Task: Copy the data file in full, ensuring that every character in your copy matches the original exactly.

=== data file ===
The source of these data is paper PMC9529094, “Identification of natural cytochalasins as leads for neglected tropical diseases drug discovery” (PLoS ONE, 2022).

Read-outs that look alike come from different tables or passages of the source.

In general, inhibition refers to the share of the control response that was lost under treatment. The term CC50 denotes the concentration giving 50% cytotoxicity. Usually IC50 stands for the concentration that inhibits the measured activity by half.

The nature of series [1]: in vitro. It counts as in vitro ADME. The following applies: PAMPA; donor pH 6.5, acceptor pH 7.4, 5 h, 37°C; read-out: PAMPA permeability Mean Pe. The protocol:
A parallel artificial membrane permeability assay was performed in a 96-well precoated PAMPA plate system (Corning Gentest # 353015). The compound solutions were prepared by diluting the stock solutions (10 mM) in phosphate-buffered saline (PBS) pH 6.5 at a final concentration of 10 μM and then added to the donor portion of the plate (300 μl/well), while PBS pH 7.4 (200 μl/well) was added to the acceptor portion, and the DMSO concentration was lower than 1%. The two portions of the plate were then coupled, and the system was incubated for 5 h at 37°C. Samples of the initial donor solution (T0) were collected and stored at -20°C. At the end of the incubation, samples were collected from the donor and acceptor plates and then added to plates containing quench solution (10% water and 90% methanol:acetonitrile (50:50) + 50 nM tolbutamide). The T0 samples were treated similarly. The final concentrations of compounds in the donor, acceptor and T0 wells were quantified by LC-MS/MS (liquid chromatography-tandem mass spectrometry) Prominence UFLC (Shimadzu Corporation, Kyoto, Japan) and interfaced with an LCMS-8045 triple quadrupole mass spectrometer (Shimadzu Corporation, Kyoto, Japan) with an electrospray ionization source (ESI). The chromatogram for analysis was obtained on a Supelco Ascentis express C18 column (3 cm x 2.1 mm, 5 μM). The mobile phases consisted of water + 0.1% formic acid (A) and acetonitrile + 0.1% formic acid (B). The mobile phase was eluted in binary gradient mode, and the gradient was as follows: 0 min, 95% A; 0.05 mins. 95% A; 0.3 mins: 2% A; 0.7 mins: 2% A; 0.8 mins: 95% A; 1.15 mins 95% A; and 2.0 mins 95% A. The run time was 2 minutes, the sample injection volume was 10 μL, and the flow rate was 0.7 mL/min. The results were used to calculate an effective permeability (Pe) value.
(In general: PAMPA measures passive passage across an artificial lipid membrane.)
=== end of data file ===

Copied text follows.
The source of these data is paper PMC9529094, “Identification of natural cytochalasins as leads for neglected tropical diseases drug discovery” (PLoS ONE, 2022).

Read-outs that look alike come from different tables or passages of the source.

In general, inhibition refers to the share of the control response that was lost under treatment. The term CC50 denotes the concentration giving 50% cytotoxicity. Usually IC50 stands for the concentration that inhibits the measured activity by half.

The nature of series [1]: in vitro. It counts as in vitro ADME. The following applies: PAMPA; donor pH 6.5, acceptor pH 7.4, 5 h, 37°C; read-out: PAMPA permeability Mean Pe. The protocol:
A parallel artificial membrane permeability assay was performed in a 96-well precoated PAMPA plate system (Corning Gentest # 353015). The compound solutions were prepared by diluting the stock solutions (10 mM) in phosphate-buffered saline (PBS) pH 6.5 at a final concentration of 10 μM and then added to the donor portion of the plate (300 μl/well), while PBS pH 7.4 (200 μl/well) was added to the acceptor portion, and the DMSO concentration was lower than 1%. The two portions of the plate were then coupled, and the system was incubated for 5 h at 37°C. Samples of the initial donor solution (T0) were collected and stored at -20°C. At the end of the incubation, samples were collected from the donor and acceptor plates and then added to plates containing quench solution (10% water and 90% methanol:acetonitrile (50:50) + 50 nM tolbutamide). The T0 samples were treated similarly. The final concentrations of compounds in the donor, acceptor and T0 wells were quantified by LC-MS/MS (liquid chromatography-tandem mass spectrometry) Prominence UFLC (Shimadzu Corporation, Kyoto, Japan) and interfaced with an LCMS-8045 triple quadrupole mass spectrometer (Shimadzu Corporation, Kyoto, Japan) with an electrospray ionization source (ESI). The chromatogram for analysis was obtained on a Supelco Ascentis express C18 column (3 cm x 2.1 mm, 5 μM). The mobile phases consisted of water + 0.1% formic acid (A) and acetonitrile + 0.1% formic acid (B). The mobile phase was eluted in binary gradient mode, and the gradient was as follows: 0 min, 95% A; 0.05 mins. 95% A; 0.3 mins: 2% A; 0.7 mins: 2% A; 0.8 mins: 95% A; 1.15 mins 95% A; and 2.0 mins 95% A. The run time was 2 minutes, the sample injection volume was 10 μL, and the flow rate was 0.7 mL/min. The results were used to calculate an effective permeability (Pe) value.
(In general: PAMPA measures passive passage across an artificial lipid membrane.)